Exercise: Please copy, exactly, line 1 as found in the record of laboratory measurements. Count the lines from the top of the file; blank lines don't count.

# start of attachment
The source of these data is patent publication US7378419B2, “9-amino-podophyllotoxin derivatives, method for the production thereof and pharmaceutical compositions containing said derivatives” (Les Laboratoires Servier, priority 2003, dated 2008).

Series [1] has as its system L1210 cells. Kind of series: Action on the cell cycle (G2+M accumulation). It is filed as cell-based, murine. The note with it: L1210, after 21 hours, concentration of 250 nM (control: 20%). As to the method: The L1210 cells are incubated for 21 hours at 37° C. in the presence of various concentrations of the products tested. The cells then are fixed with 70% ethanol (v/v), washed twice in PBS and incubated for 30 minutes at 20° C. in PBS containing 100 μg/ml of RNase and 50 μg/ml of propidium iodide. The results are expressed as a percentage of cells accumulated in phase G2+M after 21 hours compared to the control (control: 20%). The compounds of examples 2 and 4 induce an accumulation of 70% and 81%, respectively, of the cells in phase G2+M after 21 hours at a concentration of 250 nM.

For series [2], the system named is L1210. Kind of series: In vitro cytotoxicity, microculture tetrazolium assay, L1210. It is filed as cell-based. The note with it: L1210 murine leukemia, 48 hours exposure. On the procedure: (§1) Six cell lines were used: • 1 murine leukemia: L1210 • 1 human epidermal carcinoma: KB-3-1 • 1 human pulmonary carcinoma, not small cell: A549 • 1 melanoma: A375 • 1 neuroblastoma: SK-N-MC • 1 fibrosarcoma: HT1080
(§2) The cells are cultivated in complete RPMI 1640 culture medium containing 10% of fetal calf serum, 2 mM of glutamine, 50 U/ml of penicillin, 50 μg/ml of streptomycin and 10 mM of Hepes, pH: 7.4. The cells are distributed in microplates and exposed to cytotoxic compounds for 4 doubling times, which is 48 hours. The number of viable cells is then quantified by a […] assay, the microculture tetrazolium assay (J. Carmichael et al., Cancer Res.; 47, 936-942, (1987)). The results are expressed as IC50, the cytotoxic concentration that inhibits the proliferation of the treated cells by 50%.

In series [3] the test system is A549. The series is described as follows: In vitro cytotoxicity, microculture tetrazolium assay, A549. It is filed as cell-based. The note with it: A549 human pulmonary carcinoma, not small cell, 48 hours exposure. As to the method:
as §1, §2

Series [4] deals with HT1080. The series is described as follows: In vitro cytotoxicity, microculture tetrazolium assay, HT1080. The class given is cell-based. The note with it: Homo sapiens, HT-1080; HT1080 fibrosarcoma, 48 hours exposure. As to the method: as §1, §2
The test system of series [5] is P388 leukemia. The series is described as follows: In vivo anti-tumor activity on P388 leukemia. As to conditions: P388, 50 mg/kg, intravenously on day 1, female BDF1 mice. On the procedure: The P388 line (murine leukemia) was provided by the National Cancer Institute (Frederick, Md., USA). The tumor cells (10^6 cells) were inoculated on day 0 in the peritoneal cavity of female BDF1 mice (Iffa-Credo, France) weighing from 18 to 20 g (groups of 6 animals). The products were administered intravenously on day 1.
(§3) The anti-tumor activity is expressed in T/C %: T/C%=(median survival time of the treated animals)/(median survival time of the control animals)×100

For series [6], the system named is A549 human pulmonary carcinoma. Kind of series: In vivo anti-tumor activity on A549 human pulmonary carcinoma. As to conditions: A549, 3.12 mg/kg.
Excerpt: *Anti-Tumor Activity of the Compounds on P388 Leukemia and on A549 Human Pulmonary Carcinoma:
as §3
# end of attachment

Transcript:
The source of these data is patent publication US7378419B2, “9-amino-podophyllotoxin derivatives, method for the production thereof and pharmaceutical compositions containing said derivatives” (Les Laboratoires Servier, priority 2003, dated 2008).